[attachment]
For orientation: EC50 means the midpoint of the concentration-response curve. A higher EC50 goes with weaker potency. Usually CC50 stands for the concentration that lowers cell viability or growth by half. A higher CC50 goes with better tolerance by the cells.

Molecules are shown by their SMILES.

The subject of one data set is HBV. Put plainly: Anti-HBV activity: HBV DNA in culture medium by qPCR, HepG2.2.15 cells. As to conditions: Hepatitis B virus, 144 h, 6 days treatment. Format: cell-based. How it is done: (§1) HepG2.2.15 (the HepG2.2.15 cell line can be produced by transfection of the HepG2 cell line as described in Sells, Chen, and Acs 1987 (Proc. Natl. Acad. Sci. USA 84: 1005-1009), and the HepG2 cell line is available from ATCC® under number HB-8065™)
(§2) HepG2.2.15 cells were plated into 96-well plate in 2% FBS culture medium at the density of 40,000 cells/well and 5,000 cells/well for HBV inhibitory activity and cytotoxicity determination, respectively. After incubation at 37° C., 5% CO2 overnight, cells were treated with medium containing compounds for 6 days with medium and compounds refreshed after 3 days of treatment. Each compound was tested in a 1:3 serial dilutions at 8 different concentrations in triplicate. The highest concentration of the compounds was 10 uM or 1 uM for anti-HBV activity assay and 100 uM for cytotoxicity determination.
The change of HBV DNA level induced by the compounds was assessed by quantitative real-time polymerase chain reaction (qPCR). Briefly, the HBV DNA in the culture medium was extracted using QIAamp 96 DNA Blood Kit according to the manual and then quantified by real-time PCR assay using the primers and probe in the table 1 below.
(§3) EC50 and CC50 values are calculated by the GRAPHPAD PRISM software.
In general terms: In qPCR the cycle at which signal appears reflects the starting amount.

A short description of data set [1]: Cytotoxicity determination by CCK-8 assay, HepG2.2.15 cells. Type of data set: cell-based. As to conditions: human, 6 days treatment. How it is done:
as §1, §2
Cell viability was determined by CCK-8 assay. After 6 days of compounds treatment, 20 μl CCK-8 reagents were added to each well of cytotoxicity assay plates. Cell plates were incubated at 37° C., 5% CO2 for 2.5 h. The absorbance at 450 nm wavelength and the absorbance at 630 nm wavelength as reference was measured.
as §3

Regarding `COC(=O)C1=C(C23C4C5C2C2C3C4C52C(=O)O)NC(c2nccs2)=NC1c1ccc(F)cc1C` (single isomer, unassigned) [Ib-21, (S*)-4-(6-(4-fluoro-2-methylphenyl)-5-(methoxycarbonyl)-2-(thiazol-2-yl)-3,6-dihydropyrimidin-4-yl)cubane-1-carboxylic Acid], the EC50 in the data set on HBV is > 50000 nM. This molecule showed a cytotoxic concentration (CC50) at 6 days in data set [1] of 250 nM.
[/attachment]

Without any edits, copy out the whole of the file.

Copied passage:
For orientation: EC50 means the midpoint of the concentration-response curve. A higher EC50 goes with weaker potency. Usually CC50 stands for the concentration that lowers cell viability or growth by half. A higher CC50 goes with better tolerance by the cells.

Molecules are shown by their SMILES.

The subject of one data set is HBV. Put plainly: Anti-HBV activity: HBV DNA in culture medium by qPCR, HepG2.2.15 cells. As to conditions: Hepatitis B virus, 144 h, 6 days treatment. Format: cell-based. How it is done: (§1) HepG2.2.15 (the HepG2.2.15 cell line can be produced by transfection of the HepG2 cell line as described in Sells, Chen, and Acs 1987 (Proc. Natl. Acad. Sci. USA 84: 1005-1009), and the HepG2 cell line is available from ATCC® under number HB-8065™)
(§2) HepG2.2.15 cells were plated into 96-well plate in 2% FBS culture medium at the density of 40,000 cells/well and 5,000 cells/well for HBV inhibitory activity and cytotoxicity determination, respectively. After incubation at 37° C., 5% CO2 overnight, cells were treated with medium containing compounds for 6 days with medium and compounds refreshed after 3 days of treatment. Each compound was tested in a 1:3 serial dilutions at 8 different concentrations in triplicate. The highest concentration of the compounds was 10 uM or 1 uM for anti-HBV activity assay and 100 uM for cytotoxicity determination.
The change of HBV DNA level induced by the compounds was assessed by quantitative real-time polymerase chain reaction (qPCR). Briefly, the HBV DNA in the culture medium was extracted using QIAamp 96 DNA Blood Kit according to the manual and then quantified by real-time PCR assay using the primers and probe in the table 1 below.
(§3) EC50 and CC50 values are calculated by the GRAPHPAD PRISM software.
In general terms: In qPCR the cycle at which signal appears reflects the starting amount.

A short description of data set [1]: Cytotoxicity determination by CCK-8 assay, HepG2.2.15 cells. Type of data set: cell-based. As to conditions: human, 6 days treatment. How it is done:
as §1, §2
Cell viability was determined by CCK-8 assay. After 6 days of compounds treatment, 20 μl CCK-8 reagents were added to each well of cytotoxicity assay plates. Cell plates were incubated at 37° C., 5% CO2 for 2.5 h. The absorbance at 450 nm wavelength and the absorbance at 630 nm wavelength as reference was measured.
as §3

Regarding `COC(=O)C1=C(C23C4C5C2C2C3C4C52C(=O)O)NC(c2nccs2)=NC1c1ccc(F)cc1C` (single isomer, unassigned) [Ib-21, (S*)-4-(6-(4-fluoro-2-methylphenyl)-5-(methoxycarbonyl)-2-(thiazol-2-yl)-3,6-dihydropyrimidin-4-yl)cubane-1-carboxylic Acid], the EC50 in the data set on HBV is > 50000 nM. This molecule showed a cytotoxic concentration (CC50) at 6 days in data set [1] of 250 nM.